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Mol Psychiatry. 2015 Jul;20(7):880-888. doi: 10.1038/mp.2014.146. Epub 2014 Nov 11.

Developmental endothelial locus-1 is a homeostatic factor in the central nervous system limiting neuroinflammation and demyelination.

Author information

1
Department of Biomedical Sciences and Department of Pharmacology, Cell Dysfunction Research Center (CDRC), University of Ulsan College of Medicine, Seoul, Republic of Korea.
2
Experimental Immunology Branch, National Cancer Institute (NCI), National Institutes of Health (NIH), Bethesda, Maryland, USA.
3
Department of Clinical Pathobiochemistry, Faculty of Medicine, Technische Universität Dresden, Germany.
4
Department of Internal Medicine III, Faculty of Medicine, Technische Universität Dresden, Dresden, Germany.
5
Clinic for Ophthalmology, Faculty of Medicine, Technische Universität Dresden, Dresden, Germany.
6
Department for Neurology, University Münster, Germany.
7
Medizinische Klinik III, Eberhard Karls-University Tübingen, Tübingen, Germany.
8
Department of Neurology, Faculty of Medicine, Technische Universität Dresden, Dresden, Germany.
9
Department of Pathology and Laboratory Medicine, University of Pennsylvania, Philadelphia, PA.
10
Department of Internal Medicine, Cardiology, Goethe University Frankfurt, Frankfurt, Germany.
11
Department of Neurology, University of Ulsan College of Medicine, Seoul, Republic of Korea.
12
Bioceros, Utrecht, The Netherlands.
13
Department of Microbiology, School of Dental Medicine, University of Pennsylvania, Philadelphia, Pennsylvania, USA.
14
Institute for Clinical Chemistry and Laboratory Medicine, Faculty of Medicine, Technische Universität Dresden, Dresden, Germany.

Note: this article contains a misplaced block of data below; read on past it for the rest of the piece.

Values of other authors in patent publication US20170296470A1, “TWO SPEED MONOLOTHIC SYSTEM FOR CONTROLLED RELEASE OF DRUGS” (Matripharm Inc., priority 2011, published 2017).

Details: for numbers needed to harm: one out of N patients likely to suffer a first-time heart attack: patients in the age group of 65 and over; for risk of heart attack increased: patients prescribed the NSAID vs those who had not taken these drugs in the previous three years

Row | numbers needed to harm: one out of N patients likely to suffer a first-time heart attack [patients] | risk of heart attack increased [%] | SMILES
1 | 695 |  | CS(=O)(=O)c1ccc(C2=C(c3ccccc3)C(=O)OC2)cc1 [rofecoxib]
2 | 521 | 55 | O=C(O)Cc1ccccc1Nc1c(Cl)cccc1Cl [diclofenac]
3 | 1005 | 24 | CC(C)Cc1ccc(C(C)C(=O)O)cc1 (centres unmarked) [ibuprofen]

15
Center for Regenerative Therapies Dresden, Dresden, Germany.
#
Contributed equally

Abstract

Inflammation in the central nervous system (CNS) and disruption of its immune privilege are major contributors to the pathogenesis of multiple sclerosis (MS) and of its rodent counterpart, experimental autoimmune encephalomyelitis (EAE). We have previously identified developmental endothelial locus-1 (Del-1) as an endogenous anti-inflammatory factor, which inhibits integrin-dependent leukocyte adhesion. Here we show that Del-1 contributes to the immune privilege status of the CNS. Intriguingly, Del-1 expression decreased in chronic-active MS lesions and in the inflamed CNS in the course of EAE. Del-1-deficiency was associated with increased EAE severity, accompanied by increased demyelination and axonal loss. As compared with control mice, Del-1(-/-) mice displayed enhanced disruption of the blood-brain barrier and increased infiltration of neutrophil granulocytes in the spinal cord in the course of EAE, accompanied by elevated levels of inflammatory cytokines, including interleukin-17 (IL-17). The augmented levels of IL-17 in Del-1-deficiency derived predominantly from infiltrated CD8(+) T cells. Increased EAE severity and neutrophil infiltration because of Del-1-deficiency was reversed in mice lacking both Del-1 and IL-17 receptor, indicating a crucial role for the IL-17/neutrophil inflammatory axis in EAE pathogenesis in Del-1(-/-) mice. Strikingly, systemic administration of Del-1-Fc ameliorated clinical relapse in relapsing-remitting EAE. Therefore, Del-1 is an endogenous homeostatic factor in the CNS protecting from neuroinflammation and demyelination. Our findings provide mechanistic underpinnings for the previous implication of Del-1 as a candidate MS susceptibility gene and suggest that Del-1-centered therapeutic approaches may be beneficial in neuroinflammatory and demyelinating disorders.

PMID:
25385367
PMCID:
PMC4351922
DOI:
10.1038/mp.2014.146
[Indexed for MEDLINE]
Free PMC Article

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